Despite a month of rising Covid-19 case numbers and hospital admissions in Fife, signs are positive.
Chief Executive Carol Potter says data and forecasts are giving indications the Covid-19 case rate will begin to reduce across most areas in Fife by the end of July and said “positivity is coming.”
She praised Fifers who have played their part by having their Covid-19 vaccinations, test regularly and self-isolating if required.
Her update to the NHS Fife board is despite a challenging July for health services in the Kingdom.
As well as increased case numbers and hospital admissions from Covid-19 NHS Fife has seen:
- Significant emergency department numbers, higher than winter – 35% higher than January.
- Regular numbers of above 200 people a day.
- General medical and surgical admissions 5% higher than pre-Covid-19.
- Remobilising work continuing and maintaining scheduled care services.
Carol Potter added: “This means our local health and care services are under increasing strain, with little or no areas left untouched.
“I would like to take the opportunity to acknowledge the continued efforts and commitment of our workforce who feel the effect of the increased pressures on our services on a daily basis.
“Their professionalism, resilience, and drive to do the right thing and deliver the best possible care to the most vulnerable is inspiring and at times humbling, as they continue to dig deep to deliver healthcare services across all our communities in Fife.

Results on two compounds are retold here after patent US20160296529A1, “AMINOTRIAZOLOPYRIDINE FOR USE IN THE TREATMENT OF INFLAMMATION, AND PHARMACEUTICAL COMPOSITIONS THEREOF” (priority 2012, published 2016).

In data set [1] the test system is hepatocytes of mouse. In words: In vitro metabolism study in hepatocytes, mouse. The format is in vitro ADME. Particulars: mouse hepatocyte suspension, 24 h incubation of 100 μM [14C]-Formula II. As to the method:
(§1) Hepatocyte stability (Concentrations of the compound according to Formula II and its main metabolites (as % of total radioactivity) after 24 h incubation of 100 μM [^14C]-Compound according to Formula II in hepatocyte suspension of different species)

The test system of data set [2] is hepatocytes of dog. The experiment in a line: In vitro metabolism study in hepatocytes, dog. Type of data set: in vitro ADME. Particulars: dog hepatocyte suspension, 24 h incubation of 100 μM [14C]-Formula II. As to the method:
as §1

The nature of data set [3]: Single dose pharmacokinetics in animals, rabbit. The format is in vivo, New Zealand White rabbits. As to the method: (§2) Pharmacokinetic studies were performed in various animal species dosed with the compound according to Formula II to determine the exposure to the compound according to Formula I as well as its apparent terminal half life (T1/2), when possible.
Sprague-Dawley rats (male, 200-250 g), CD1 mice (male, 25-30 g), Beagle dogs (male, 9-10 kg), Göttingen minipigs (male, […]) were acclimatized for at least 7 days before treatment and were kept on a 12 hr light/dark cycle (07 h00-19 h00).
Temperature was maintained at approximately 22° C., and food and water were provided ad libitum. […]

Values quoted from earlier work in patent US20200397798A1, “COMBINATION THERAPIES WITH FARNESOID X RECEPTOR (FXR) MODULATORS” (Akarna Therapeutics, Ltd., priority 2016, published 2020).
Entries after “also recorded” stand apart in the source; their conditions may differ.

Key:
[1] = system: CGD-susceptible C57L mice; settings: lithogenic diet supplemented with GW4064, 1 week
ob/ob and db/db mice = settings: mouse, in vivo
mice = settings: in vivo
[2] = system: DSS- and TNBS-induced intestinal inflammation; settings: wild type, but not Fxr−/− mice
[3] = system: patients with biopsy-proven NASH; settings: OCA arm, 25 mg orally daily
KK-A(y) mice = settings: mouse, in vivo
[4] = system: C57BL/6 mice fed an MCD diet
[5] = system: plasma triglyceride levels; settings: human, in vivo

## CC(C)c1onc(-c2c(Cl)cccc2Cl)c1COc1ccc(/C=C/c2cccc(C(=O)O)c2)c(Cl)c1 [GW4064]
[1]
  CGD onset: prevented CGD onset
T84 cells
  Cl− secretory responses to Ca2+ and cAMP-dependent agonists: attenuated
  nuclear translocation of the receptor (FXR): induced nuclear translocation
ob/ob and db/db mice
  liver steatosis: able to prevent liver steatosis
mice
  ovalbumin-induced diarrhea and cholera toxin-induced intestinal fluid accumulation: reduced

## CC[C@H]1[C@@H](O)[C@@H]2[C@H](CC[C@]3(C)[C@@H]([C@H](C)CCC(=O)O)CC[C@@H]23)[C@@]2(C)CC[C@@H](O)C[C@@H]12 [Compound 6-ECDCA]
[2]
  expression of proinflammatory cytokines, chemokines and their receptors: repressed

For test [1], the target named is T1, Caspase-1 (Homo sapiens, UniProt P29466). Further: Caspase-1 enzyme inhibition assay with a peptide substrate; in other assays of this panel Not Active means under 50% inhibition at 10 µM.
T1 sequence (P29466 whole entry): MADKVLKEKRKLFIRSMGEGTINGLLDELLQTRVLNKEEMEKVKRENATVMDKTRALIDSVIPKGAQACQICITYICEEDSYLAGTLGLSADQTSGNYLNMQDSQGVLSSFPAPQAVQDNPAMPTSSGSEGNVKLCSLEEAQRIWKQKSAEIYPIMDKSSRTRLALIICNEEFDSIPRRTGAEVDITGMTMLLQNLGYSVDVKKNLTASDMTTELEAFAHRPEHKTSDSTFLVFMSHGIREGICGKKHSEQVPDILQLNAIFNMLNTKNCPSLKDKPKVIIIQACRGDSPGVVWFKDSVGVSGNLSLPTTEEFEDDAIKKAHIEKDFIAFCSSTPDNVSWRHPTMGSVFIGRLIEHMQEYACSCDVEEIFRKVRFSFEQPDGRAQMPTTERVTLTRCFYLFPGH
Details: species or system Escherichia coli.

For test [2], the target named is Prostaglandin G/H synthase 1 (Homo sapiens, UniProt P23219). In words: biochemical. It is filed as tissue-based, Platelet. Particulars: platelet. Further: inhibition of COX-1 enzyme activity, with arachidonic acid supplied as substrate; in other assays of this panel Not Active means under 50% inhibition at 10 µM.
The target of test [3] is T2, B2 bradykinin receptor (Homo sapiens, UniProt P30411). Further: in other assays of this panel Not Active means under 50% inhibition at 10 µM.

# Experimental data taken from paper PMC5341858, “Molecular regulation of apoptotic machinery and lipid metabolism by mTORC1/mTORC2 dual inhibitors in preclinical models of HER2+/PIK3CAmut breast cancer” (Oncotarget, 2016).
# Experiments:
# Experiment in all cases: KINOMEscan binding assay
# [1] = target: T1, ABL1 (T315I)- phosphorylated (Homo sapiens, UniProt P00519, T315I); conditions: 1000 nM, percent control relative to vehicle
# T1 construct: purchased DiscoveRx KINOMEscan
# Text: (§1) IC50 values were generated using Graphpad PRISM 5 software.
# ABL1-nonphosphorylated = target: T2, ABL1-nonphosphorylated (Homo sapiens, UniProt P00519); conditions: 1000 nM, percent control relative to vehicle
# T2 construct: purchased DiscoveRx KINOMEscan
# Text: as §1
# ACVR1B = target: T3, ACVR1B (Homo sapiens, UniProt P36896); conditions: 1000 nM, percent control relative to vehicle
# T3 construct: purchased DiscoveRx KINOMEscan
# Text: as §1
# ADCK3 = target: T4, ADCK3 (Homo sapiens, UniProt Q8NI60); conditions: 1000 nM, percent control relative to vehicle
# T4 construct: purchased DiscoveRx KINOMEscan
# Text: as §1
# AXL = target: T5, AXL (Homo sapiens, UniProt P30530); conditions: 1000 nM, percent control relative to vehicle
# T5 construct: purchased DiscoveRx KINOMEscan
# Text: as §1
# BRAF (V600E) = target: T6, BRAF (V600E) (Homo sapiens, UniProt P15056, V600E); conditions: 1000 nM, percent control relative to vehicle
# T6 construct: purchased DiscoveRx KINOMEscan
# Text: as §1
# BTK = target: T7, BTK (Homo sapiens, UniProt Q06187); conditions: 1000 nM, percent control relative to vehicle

“It would also be remiss of me not to also thank our patients, their families and carers for their ongoing understanding and support.
“We recognise the impact of the pandemic on our scheduled care services and I know this has affected many individuals who are having to wait longer than we would have wanted.”
Right care in the right place
There continues to be a significant number of people attending Emergency Departments who could be seen elsewhere, she added.
“These inappropriate presentations add to the pressure within the busy Emergency Department and lead to longer waiting times.
“Our staff are working exceptionally hard during challenging circumstances and I would urge people to be mindful of this by showing not only patience – but also kindness and courtesy.”
Right Care, Right Place saw changes to the way urgent care is delivered.
She added: “Anyone who thinks they may need A&E where their condition is not life-threatening should call NHS 24 on 111, where they can be assessed or directed towards the most appropriate service for them.
“If A&E is the most appropriate place to provide the right care, patients will either be directly referred to A&E by NHS 24 or to a telephone or video consultation with a senior clinician.
“Those with life-threatening conditions should call 999.”